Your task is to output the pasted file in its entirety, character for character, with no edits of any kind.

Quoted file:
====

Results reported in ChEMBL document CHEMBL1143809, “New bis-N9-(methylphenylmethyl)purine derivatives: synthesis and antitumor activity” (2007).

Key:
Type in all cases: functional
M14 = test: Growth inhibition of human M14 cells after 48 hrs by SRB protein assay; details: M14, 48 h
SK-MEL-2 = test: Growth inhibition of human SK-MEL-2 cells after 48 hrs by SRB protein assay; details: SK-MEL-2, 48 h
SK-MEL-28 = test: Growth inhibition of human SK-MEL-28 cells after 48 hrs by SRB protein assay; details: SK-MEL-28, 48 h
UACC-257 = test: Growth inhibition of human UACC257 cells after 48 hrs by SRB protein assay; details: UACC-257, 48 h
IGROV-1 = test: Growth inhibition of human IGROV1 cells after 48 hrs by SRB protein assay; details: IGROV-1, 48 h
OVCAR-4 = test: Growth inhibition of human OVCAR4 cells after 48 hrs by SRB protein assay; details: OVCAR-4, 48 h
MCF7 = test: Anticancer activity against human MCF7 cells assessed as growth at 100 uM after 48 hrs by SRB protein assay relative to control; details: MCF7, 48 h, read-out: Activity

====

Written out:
Results reported in ChEMBL document CHEMBL1143809, “New bis-N9-(methylphenylmethyl)purine derivatives: synthesis and antitumor activity” (2007).

Key:
Type in all cases: functional
M14 = test: Growth inhibition of human M14 cells after 48 hrs by SRB protein assay; details: M14, 48 h
SK-MEL-2 = test: Growth inhibition of human SK-MEL-2 cells after 48 hrs by SRB protein assay; details: SK-MEL-2, 48 h
SK-MEL-28 = test: Growth inhibition of human SK-MEL-28 cells after 48 hrs by SRB protein assay; details: SK-MEL-28, 48 h
UACC-257 = test: Growth inhibition of human UACC257 cells after 48 hrs by SRB protein assay; details: UACC-257, 48 h
IGROV-1 = test: Growth inhibition of human IGROV1 cells after 48 hrs by SRB protein assay; details: IGROV-1, 48 h
OVCAR-4 = test: Growth inhibition of human OVCAR4 cells after 48 hrs by SRB protein assay; details: OVCAR-4, 48 h
MCF7 = test: Anticancer activity against human MCF7 cells assessed as growth at 100 uM after 48 hrs by SRB protein assay relative to control; details: MCF7, 48 h, read-out: Activity